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Wine lovers who enjoy full bodied reds have a hard time taking pink seriously. But rosé is moving up fast, powered by rising quality and an inherent food-friendliness. -cover story

POUR Contents
May 31, 2007 Vol. 32, No. 3

“Buenos Aires delivers
a mélange of Europe and South America. Its energy is infectious and its people friendly, making it an ideal destination. Its not Paris or Madrid, and you won’t mind.”
page 102 102 travel to Buenos Aires

38 rosé from around the world 108 Great American winerys 72 Best wines for summer

Cover Story
38 rosé renaissance Rosé’s quality is on the rise, and whether sparkling or still, this fresh, fruity wine is the perfect summertime drink. we present an in-depth look at pink wines 44 rosés by region Profiles of six producers located in different corners of the world 50 recommended Sparkling and Still rosés 52 A Menu to Match Food-friendly and fun. Rosé makes a great partner for many dishes

72 Best Wines for the Summer As the first spell of really hot, humid weather strikes the region, thoughts turn to summer wines 82 top Producers A preview of the vintage reveals high quality whites and possibly the best Pinot Noirs in a generation 108 Wine Matters America’s great Value Winery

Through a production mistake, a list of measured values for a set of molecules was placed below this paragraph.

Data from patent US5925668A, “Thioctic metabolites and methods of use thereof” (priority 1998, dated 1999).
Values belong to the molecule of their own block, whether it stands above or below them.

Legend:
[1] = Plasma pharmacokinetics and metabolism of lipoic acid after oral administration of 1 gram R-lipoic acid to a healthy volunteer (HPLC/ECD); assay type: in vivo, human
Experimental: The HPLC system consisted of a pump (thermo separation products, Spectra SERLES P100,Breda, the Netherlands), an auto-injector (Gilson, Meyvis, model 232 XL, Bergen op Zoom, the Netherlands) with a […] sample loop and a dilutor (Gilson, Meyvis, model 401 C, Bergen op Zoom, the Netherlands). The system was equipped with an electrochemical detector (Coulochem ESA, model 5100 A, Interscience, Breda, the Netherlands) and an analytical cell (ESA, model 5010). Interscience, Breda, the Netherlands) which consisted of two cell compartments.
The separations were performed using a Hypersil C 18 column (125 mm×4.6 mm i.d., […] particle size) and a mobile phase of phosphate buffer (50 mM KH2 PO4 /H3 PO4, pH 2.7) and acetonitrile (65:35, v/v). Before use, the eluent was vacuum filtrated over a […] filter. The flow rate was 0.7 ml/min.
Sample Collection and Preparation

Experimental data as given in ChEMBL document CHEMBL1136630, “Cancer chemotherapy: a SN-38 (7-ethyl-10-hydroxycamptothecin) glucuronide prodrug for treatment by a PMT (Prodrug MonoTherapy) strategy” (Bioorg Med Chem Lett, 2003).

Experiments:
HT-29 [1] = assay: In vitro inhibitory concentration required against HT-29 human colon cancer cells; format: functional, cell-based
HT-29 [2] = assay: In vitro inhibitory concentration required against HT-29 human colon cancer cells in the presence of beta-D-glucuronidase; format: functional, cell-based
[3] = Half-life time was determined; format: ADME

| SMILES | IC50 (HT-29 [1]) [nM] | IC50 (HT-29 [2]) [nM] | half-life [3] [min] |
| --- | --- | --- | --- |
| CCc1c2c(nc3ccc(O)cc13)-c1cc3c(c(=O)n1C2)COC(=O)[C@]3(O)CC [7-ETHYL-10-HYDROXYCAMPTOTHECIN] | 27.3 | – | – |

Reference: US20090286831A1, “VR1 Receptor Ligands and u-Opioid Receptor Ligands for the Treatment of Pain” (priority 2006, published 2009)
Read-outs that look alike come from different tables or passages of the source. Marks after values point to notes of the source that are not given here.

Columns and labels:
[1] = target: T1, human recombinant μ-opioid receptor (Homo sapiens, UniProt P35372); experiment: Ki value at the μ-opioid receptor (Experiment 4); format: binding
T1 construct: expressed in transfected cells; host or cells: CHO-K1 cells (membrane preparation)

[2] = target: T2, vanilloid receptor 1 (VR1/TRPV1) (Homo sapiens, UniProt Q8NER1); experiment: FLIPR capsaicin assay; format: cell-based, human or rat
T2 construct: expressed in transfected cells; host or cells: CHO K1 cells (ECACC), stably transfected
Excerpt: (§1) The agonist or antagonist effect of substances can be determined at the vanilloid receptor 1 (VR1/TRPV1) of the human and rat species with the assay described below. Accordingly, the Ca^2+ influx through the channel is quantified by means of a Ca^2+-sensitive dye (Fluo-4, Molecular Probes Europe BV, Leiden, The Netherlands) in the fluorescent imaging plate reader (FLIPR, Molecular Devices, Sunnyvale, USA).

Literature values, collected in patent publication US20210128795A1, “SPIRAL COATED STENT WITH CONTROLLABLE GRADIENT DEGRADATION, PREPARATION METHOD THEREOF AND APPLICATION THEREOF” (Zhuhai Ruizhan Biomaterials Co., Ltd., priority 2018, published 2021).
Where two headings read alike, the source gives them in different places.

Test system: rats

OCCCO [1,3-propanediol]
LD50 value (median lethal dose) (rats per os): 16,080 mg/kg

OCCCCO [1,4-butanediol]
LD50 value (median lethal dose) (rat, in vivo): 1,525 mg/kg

63 Congratulations, Graduate Give gifts that will start a budding enophile down the path to becoming a full-fledged wine lover

19 tates Avocados; an insider’s guidebook to Paris restaurants; organic chocolate 27 the Savvy Shopper Red Burgundy and a host of values 35 Letters 117 Collecting The South Beach Wine & Food Festival pairs tasting and fun

102 Bienvenidos a Buenos Aires Delicious beef frome the PPampas and hearty Malbecs from Mendoza help fuel the Argentine capital’s distinctive culture and cuisine

9 this Issue 14 Upfront Alcohol may deter arthritis

serious rosé

bubbly and still versions of this wine are gaining respect and new fans
Rosé is the underdog of the wine world. Wine lovers who enjoy sitting down with a full-bodied glass of red have a hard time taking something pink seriously. But rosé is moving up fast, powered by rising quality and an inherent foodfriendliness. With the warm days of summer just around the corner, there’s no time like the present to enjoy rosé’s fresh, fruity pleasures.


six profiles


top wines


POUR • M ay 31,2007

the best examples of rosé, whether still or sparkling, combine attributes of both red and white wines.


While rosé is now produced around the world, Provence, in southern France, remains the region that most people associate with the wine

Rosés can show lovely cherry, melon and berry flavors, backed by a hint of depth and tannins as well as refreshing acidity. With the exception of rosé Champagnes, which can offer monumental quality and prices to match, these are not wines that demand deep contemplation. Rather, they are best enjoyed as a lively quaff at the end of a long day. “Save your Cabernet Sauvignons for a cold winter night,” says Alpana Singh, wine director of Lettuce Entertain You, the Chicago restaurant group that includes Cork & Olive’s Grand Award-winning Tru. “On a summer day, when it’s 90 degrees out, I’m drinking rosé.” American wine drinkers have shown an increasing interest in rosé in the past five years. Sales of imported rosé, which tend to be dry, grew 40 percent in 2004 than in 2005. While the category is still tiny compared with other wines, rosé’s rapid growth is something to watch. Quality has been on the rise as well. In 1995,